After yesterday’s lacklustre episode, the show turns in an excellent episode that keeps the politics on the sidelines and gives us very meaty, meaningful revelations about Master Kim’s past. Although it does seem like we’ve been waiting forever for some of the revelations to come to light, late is better than never and the show does a great job of tying together both Dong Joo and Master Kim’s growth into a cohesive and moving episode.
I’ve never been particularly impressed by Yoo Yeon Seok’s performance in this series – not that there’s anything wrong with his acting, it just hasn’t been fantastic. However, this episode was truly his show and he brings so much heart and soul into his performance. There’s a real depth to the character work done for Dong Joo in this episode as we really get to the core of his journey as a doctor. We’ve seen him excel in the art of surgery and he has certainly grown in putting lives ahead of promotion. However, the real challenge comes when the personal and professional intersect and he is forced to confront that when President Do reveals that Master Kim was the doctor who made the choice not to operate on his dad first.
While we were led to believe last week it was due to the other patients’ VIP status, Master Kim explains that his decision had nothing to do with status; it was based on his medical assessment of who was at higher risk of death. We learn later that this is not true, but what Master Kim shares pushes Dong Joo to really confront his beliefs as a doctor. As a doctor, he knows what Master Kim did was right – yet as a son, knowing Master Kim made that decision to neglect his dad causes him much pain, anguish and hurt. It’s this emotional turmoil that Yoo Yeon Seok manages to capture so well, as he gradually processes it step by step.
His first step forward is to tell Master Kim immediately after he learns the truth to go handle the patient with the aortic dissection, while he handles the one with a glass shard in his stomach. Dong Joo manages to put aside his feelings and emotions to focus on the operation, recovering well even after rupturing an artery. However, after the surgeries are completed, his pain is still unresolved and he talks to Master Kim to get some answers. The tone he adopts is not confrontational, but instead of one who needs assurance. He wants Master Kim to tell him it was the right decision, even though it feels awful to know that the right decision meant his dad’s death.
Master Kim tells him that he needs to find the answer within himself and realise he is no longer the helpless boy who’s dad died, but is now a doctor. It’s such a simple, yet powerful line. Dong Joo needs to stop seeing his dad’s death from the perspective of a son, because that would cause him to be upset. Instead, he should see it from a medical perspective that it was ultimately about a doctor doing his best to save lives, regardless of the outcome. Later on, Master Kim tells Dong Joo that the most common lines heard by surgeons are about how the patients were better before the surgery. He tells Dong Joo that doctors hold a heavy responsibility because they handle knives and operate on human lives. The most challenging thing for Dong Joo would be therefore to start seeing his dad’s death from the perspective of a doctor, rather than a son.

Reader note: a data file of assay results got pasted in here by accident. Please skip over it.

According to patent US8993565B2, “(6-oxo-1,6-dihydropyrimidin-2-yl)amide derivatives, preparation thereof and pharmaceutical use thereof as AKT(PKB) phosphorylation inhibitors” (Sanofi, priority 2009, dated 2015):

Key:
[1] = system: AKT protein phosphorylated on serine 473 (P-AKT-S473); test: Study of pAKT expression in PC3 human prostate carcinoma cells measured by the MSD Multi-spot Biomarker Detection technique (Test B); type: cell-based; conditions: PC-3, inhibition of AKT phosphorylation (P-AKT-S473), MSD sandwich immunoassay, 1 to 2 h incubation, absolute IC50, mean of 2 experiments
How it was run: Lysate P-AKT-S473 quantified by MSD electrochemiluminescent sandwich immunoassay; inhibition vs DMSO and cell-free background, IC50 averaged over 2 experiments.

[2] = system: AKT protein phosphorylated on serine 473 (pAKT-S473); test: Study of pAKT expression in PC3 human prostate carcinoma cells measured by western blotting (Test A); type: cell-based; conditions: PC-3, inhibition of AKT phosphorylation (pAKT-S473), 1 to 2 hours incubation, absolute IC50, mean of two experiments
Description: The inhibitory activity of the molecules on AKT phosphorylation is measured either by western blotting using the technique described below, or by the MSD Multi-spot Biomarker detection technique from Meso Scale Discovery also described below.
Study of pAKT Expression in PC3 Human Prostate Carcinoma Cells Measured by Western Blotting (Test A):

His encounters with the two patients help him make that shift as well, as he sees two guardians – one refusing to acknowledge that her husband’s drinking habit caused his death and blaming Dong Joo for her husband’s death and the other insisting that her husband be moved to ICU, not knowing the implications of her insistence. Regardless of how hard Dong Joo has worked to ensure both patients are well-handled, it’s always not enough for the patient’s guardians because they only see things from their perspective. Having experienced this as a surgeon, he understands Master Kim’s predicament and starts to feel less anger towards him. What completes the reconciliation process is that Master Kim stepped in to prevent a lawsuit against Dong Joo’s mum when he attacked the hospital staff. Dong Joo realises that while Master Kim may have made the decision that caused his dad’s death, he did all he could to make up for it. It’s a tightly constructed emotional journey for Dong Joo in this episode that ultimately ends on a satisfactory and meaningful note.
Master Kim also gets much-needed in this episode as we learn that his decision to change his name and leave was ultimately to protect those involved in the surgery. While it was noble and sacrificial, Master Kim also realises that it was a cowardly move because he chose not to take on President Do even though he knew the truth. While his initial response to President Do taking credit for the surgery is just to let it go, he decides he can no longer stay silent while President Do takes all the credit and hides the truth. He finally decides to come out of hiding, because he really has no reason to hide at all. That scene of him walking into Geodae Hospital with his Doldam team by his flanks had such a victorious, glorious feel to it. I loved it! The episode ends with Dr Boo Yong Joo out in the open, in front of fellow doctors at Geodae and the media, confronting President Do.
As much as he’s a teacher to those in Doldam, his team at Doldam has also helped him in his emergence from the shadows. Although we can foresee President Do’s downfall in the finale, it will still be an extremely satisfactory moment because really, the battle was never between President Do and Master Kim, but between Master Kim and himself. Master Kim always had the upper hand over President Do, but the question was whether he had the courage to exercise it in the public realm. The information provided from the Reporter is just additional ammunition to help him on the pathway to victory. We’re definitely in for a great finale next week!